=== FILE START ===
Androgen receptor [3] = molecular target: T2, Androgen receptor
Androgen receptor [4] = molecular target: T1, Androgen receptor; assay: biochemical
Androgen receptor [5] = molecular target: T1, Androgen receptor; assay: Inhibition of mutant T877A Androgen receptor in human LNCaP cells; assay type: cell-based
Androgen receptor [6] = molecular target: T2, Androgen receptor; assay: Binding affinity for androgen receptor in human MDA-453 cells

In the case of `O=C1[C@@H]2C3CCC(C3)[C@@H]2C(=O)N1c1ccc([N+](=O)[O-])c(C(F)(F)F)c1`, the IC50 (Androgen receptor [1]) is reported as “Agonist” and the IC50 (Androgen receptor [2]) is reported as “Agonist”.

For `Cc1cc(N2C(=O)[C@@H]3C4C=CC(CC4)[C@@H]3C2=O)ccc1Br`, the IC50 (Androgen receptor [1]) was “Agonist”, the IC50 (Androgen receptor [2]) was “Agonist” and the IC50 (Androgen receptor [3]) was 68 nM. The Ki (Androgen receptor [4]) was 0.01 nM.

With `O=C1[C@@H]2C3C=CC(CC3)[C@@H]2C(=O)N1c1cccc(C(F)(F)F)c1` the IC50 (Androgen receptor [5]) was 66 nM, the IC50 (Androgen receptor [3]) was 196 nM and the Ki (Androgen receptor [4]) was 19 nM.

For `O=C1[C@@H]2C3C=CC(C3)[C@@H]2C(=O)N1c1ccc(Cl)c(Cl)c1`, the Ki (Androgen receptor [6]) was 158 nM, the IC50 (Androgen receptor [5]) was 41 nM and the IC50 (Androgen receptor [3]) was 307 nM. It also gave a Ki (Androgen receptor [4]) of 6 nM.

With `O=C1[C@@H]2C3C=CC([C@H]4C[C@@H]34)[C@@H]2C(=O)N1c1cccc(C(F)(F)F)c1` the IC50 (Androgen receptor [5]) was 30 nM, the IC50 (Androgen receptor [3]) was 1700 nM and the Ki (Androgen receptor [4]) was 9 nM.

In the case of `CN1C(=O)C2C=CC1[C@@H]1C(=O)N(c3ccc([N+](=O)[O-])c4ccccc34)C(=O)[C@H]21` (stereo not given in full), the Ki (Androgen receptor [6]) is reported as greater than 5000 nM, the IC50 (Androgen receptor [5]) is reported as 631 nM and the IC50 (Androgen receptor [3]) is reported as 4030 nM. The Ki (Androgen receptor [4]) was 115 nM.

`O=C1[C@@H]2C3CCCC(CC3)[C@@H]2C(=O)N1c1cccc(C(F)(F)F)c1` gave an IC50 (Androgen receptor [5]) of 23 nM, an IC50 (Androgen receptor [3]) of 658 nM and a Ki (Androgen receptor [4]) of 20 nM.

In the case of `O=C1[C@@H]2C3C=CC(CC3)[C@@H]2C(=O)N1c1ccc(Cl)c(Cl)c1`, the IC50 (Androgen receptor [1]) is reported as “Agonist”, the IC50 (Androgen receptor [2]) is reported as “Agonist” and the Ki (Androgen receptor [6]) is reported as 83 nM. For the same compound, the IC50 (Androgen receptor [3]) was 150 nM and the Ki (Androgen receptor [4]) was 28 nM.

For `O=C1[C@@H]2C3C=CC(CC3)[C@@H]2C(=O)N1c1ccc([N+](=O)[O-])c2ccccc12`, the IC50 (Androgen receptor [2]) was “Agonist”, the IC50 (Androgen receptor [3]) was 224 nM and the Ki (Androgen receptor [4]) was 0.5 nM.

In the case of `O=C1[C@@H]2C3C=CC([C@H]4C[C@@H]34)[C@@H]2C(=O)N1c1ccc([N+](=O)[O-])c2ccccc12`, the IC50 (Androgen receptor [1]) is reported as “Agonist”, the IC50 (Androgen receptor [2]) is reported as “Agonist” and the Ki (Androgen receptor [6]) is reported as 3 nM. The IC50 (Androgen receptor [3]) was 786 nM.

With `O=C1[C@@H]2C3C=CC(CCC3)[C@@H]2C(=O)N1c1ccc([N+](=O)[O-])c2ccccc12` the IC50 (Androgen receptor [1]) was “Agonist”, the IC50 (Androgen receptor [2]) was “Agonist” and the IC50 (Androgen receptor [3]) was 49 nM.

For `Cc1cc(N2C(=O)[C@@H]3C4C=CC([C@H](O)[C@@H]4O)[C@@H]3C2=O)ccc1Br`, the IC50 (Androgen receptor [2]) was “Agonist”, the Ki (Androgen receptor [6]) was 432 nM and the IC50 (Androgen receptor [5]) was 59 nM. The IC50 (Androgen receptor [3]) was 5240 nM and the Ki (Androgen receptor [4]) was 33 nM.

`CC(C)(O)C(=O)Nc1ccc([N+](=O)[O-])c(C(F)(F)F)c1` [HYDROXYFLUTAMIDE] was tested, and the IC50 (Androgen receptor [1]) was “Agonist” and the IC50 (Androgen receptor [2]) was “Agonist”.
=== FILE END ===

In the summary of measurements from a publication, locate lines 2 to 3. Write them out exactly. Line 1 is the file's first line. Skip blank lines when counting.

Androgen receptor [4] = molecular target: T1, Androgen receptor; assay: biochemical
Androgen receptor [5] = molecular target: T1, Androgen receptor; assay: Inhibition of mutant T877A Androgen receptor in human LNCaP cells; assay type: cell-based